Posted by Word Camel on March 08, 2002
In Reply to: Bunny posted by nita on March 08, 2002
: : : : Over here in the UK (well, London at least) the phrase "bunny boiler" to describe a woman who looks like she might rapidly become worryingly obsessive and clingy if ever dated is in fairly wide usage - the link being to the psychotic character played by Glenn Close in "Fatal Attraction".
: : : Bunny and rabbit are essentially interchangeable. The only difference I can find is that one, 'bunny' is especially used for young rabbits. On the other hand, we could just be saying " rabbit, rabbit" when we refer to bunny rabits.
: : : Rabbit is from probably from the Dutch "robbe" according to one dictionary. The thing is, I'm wondering where "bunny" is from. I'm wondering if it's one of those pig/pork things - i.e. the Normans invade in 1066 and bring all sorts of words for food, etc, and both names for a farm animal or a food survive side-by-side.
: : : "Bunny" is also a mining term meaning a great collection of ore without a vein leading to it or from it. There is a village in Nottinghamshire named Bunny, which in contrast to the mining 'bunny' has a great many roads leading to it but not very many leading out which gives it a Bermuda triangle-like quality. I once arrived in Bunny four times while trying to find a road - any road - that would take me to Nottingham. Or maybe it's just my driving.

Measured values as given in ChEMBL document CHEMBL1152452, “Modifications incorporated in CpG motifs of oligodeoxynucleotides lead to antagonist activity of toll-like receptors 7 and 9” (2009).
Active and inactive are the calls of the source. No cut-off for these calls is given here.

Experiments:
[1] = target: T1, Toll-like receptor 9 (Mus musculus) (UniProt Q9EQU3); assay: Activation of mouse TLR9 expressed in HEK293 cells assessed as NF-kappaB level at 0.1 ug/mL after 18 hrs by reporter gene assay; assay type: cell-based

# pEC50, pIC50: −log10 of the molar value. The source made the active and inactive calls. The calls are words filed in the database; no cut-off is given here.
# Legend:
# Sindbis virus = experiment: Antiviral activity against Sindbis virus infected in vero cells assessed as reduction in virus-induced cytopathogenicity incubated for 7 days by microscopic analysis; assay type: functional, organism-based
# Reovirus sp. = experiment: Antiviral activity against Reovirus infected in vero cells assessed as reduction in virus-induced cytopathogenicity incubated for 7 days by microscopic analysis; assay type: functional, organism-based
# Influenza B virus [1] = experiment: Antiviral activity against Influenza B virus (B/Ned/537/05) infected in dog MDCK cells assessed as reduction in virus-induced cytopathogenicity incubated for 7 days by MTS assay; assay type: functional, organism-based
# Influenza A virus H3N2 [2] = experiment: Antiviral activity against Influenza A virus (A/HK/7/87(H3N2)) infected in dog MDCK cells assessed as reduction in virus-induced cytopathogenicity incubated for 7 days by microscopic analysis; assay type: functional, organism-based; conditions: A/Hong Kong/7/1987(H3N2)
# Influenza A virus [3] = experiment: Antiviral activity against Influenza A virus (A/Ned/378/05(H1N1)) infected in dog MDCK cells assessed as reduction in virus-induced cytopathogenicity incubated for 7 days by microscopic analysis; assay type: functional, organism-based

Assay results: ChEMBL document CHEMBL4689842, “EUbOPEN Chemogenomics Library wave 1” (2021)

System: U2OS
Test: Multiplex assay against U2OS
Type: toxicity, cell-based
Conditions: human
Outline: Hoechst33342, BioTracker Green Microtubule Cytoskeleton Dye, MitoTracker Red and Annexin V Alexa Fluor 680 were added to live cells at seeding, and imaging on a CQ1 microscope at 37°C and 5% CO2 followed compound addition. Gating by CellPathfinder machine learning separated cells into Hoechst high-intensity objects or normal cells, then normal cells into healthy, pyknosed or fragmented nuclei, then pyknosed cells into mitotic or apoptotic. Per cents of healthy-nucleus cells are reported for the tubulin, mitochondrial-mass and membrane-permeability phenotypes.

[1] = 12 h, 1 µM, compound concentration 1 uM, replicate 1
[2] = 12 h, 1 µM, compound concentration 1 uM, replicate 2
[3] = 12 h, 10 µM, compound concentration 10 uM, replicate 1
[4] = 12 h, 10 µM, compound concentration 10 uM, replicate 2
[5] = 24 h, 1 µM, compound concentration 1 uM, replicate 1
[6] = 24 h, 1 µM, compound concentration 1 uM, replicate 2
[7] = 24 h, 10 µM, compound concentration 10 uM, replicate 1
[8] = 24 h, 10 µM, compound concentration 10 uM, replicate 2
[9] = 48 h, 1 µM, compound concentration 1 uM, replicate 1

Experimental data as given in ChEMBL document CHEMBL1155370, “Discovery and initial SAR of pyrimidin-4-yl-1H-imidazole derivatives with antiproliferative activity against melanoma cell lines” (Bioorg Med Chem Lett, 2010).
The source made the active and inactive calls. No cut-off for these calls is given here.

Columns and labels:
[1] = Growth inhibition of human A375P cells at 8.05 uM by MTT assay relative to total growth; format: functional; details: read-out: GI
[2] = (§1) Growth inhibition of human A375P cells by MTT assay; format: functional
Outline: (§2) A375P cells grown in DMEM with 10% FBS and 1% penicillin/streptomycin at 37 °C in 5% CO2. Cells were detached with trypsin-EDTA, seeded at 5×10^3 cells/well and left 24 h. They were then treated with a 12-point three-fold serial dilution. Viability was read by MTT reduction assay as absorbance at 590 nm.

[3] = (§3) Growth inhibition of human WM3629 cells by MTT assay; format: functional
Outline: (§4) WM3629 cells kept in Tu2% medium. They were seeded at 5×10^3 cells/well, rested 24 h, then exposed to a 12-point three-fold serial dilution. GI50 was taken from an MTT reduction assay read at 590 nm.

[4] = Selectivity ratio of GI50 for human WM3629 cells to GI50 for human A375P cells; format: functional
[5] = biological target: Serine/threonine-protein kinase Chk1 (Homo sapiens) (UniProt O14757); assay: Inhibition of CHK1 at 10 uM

: : : Camel
: : Maybe it's just me, but there is no way on God's green earth that I believe the words "bunny" and "rabbit" to be freely interchangeable. I am not ever going to go into a country butcher and ask for two skinned bunnies to make a bunny pie - any more than, in the unlikely event that I am ever invited to party with Hugh Hefner, I would manfully try to inveigle a rabbit girl to sit on my lap.
: : Bunny is interchangeable with rabbit only if the speaker, or the addressee is under the age of eight. Well, at least that's my theory.
: Bunnies - refers to it's bun according to my dictionary. Looking further I discovered bun (like bum) to mean "One of the buttocks", "Dialectal, hind part of a rabbit or squirrel, from Scottish Gaelic, stump, bottom, from Old Irish". So a bunny is a play on the cotton tail of the rabbit, again usually young and usually a pet.
Thanks for the excellent bit of information. Now I'm wondering why Americans refer buns, as in "BUNS OF STEEL" but the Brits refer to "bums". In America bums are tramps and tramps are trollops. Maybe it's the Irish influence on the language.